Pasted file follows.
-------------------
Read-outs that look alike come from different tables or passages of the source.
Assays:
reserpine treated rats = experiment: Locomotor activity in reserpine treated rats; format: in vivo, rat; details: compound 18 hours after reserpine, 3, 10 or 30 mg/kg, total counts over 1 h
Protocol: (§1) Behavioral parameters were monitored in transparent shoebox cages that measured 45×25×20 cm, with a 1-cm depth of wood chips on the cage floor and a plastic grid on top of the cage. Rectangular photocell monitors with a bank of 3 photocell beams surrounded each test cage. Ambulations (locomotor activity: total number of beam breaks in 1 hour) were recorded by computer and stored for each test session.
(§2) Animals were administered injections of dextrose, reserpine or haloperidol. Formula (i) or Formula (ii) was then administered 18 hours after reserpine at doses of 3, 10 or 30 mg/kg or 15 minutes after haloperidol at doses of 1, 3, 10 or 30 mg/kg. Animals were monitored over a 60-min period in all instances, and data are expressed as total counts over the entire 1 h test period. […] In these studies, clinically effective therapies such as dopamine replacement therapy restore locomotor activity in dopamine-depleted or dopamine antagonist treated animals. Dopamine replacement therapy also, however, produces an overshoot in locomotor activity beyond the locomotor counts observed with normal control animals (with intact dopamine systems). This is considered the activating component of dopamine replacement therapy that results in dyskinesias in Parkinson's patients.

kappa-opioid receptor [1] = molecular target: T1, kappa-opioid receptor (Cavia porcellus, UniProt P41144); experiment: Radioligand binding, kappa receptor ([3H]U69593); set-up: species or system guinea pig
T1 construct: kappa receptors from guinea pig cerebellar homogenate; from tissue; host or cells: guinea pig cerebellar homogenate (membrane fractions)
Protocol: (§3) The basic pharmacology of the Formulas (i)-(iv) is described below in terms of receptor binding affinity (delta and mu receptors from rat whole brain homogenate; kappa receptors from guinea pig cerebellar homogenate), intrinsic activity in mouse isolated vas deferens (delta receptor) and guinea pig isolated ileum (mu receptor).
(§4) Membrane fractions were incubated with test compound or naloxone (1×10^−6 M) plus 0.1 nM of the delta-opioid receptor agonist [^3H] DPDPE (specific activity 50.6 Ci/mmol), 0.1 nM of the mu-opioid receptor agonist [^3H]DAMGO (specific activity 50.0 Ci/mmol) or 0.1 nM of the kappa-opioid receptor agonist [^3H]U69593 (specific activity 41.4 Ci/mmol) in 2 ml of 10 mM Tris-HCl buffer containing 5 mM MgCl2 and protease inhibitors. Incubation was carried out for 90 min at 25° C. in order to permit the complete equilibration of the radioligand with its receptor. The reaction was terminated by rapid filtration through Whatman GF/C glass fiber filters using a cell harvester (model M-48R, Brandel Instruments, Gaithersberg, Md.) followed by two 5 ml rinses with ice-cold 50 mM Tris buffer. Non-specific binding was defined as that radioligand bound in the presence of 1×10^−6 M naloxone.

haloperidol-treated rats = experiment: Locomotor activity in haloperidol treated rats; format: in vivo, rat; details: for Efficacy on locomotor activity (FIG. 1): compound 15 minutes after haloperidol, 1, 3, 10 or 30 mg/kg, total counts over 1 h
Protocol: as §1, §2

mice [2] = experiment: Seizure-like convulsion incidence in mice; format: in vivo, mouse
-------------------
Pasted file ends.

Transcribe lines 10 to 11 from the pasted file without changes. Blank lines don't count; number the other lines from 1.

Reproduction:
haloperidol-treated rats = experiment: Locomotor activity in haloperidol treated rats; format: in vivo, rat; details: for Efficacy on locomotor activity (FIG. 1): compound 15 minutes after haloperidol, 1, 3, 10 or 30 mg/kg, total counts over 1 h
Protocol: as §1, §2